Rules (more like guidelines) for a Goblin Spider hunt.
The aim of the game is for the goblins to bag 6 (or however many you decide) spiders.
The goblin hunting party consists of (x number of) netters, clubbers and squigs.
Clubbers- a clubber is needed on these dangerous hunts to fend off nasty dryads and the occasional nippy spider.
- a clubber who defeats a spider does not capture it alive but rather squashes it dead. Dead spiders are no good to you.
- a clubber can release a fellow goblin or squig who is trapped in a web. He cannot release himself.
Squigs- squigs are very handy on a spider hunt for checking trees and chasing down spiders.
A squig can be used to make a "Shake the tree" roll the same way as a goblin can.
-if a spider comes out the squig will chase it. Each player rolls a D6
. The spider moves D6
" in the direction of the next nearest tree and the squig pursues D6
". If the spider is caught they remain in combat until one is defeated or the spider is netted.
- a squig who catches a spider will not attack it in the turn it is caught but will only hold it stationary where caught. In subsequent the turns the spider and squig will fight as normal. A spider beaten by a squig in combat is a dead spider not a captured one.
- if a Dryad emerges from a tree the squig will run scared in the direction of the nearest goblin clubber. The spider/Dryad player may elect to peruse, doing so in the same manner as above.
Netters- a netter can throw one net per turn either in a ranged attack or in support of combat.
-a netter does not carry a weapon and so cannot hurt an enemy only net them.
- if a netter is in contact with a clubber his net will impede the enemy allowing the clubber to more easily bash their bonce. A spider in danger of being squashed may be preserved by the presence of a netter in the combat.
Any netter trying to keep a netted spider alive. (To score one for the team) Must Roll a D6
. On the roll of a 1 your netter gets bashed on the bonce by the overzealous clubber. (You lose the netter but gain the netted spider)
Nets and webs.
- A goblin netter can throw a net. He may only throw one net per turn in the manner of a ranged attack.
- A spider may throw a web in exactly the same way as a netter throws a net.
-A spider hit by a thrown net is considered captured.
-A goblin, Squig, or dryad hit by a thrown net/web is immobilised until it can escape.
Place a net marker over them to indicate this. It may not move but will fight (with restrictions) if attacked.
-a clubber may release a fellow hunter from a web by moving into contact with them. A dryad can release another dryad from a net in the same way.
- a netted/webbed combatant suffers penalties in combat (you decide how you're doing combat) which are cumulative of more than one net/web is applied.
To find a spider the goblin player must move any of his units into contact with a tree and make a "shake the tree" roll.
Shake the Tree -Roll a D6
6 two spiders jump down.
4-5- one spider jumps down.
2-3 nothing- the tree is empty.
1- Attacked by a dryad.
when in play a spider may either...
- Move toward the next closest tree
- target any Goblin or Squig within range with a web attack
- Or bite any enemy already in contact with them.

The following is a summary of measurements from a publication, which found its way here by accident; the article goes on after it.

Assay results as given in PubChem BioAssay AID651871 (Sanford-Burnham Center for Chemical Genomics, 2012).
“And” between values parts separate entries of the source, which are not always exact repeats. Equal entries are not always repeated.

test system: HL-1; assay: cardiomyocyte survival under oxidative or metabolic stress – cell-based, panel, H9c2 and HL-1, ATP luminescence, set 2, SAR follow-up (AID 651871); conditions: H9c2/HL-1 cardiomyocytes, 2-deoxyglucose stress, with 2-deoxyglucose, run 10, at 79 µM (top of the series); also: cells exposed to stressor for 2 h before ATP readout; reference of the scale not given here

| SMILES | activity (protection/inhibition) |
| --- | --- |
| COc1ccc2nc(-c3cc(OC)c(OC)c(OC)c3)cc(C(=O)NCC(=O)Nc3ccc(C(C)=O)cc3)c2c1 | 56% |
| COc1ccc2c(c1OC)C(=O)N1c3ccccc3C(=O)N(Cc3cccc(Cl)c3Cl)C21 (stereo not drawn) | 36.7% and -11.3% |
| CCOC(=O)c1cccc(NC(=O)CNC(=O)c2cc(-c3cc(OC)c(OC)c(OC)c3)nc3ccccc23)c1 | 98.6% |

A spider may not move deliberately into contact with an enemy unless they are already webbed. A spider who contacts a webbed enemy will immediately bite them.
Dryads hate goblins. They don't like the spiders much either but they can at least live alongside them.
-a dryad can be played freely by the Spider player when one enters play. They may move freely and assault enemy units. They have no ranged attacks.
- a dryad may free another dryad from a net. It may not free a netted spider and cannot free itself.
The Spider player places 10 trees scattered around the forest. There are no spiders in play at the beginning of the game, the goblins must find them first.
The goblin player can deploy his hunters in any way on his table edge and shall begin the game by taking the first turn, moving his units toward trees he wishes to inspect.
The spider player will take turns following a normal goblin turn sequence as and when he has units in play to act with.
Goblin Boss- the goblin player may take a champion or boss of some kind to lead the hunt. For the purposes of game play the boss may act as both a Clubber and a netter. He has the know-wots to lead a Spider hunt after all.
Forest Magic waystone- place a large standing stone in the centre of the board. At the start of the Spider player's turn he may roll a D6
1-2 Nothing Happens - the winds of forest magic have blown quiet for the time being.
3-4 Forest spites - place a spites counter next to the nearest goblin or squig to the stone. They will remain cursed until the next roll of "nothing happens" A cursed unit treats all odd numbers rolled by it as 1.
5-6 - Dryad - a dryad emerges and is placed in contact with any part of the stone. It may move or assault an enemy freely that turn and shall continue in play until defeated.
A note on playing styles.
Now I was playing this with my 6 year old son and so we did almost everything via roll-off or a D2 roll. Seriously simplified rules.
- Everyone moved 6 inches.
- All combat regardless of type dryad, squig, goblin, spider whatever combination was done by a straight roll off with Draws continuing until next round.
- Throwing a net or spider web was always 4+ to hit.
- netted/webbed combatants roll at -1
- Multiple combatants got +1 to their rolls
Now if you wanted you could play a more WFB based style using stat lines for each combatant and doing combat based on WS
and weapon types and all that jazz. Whatever works for you and balances the game.
My version was just knocked together on the fly for a bit play time fun with the kids.
Play with it, make it your own. As long as you're having fun.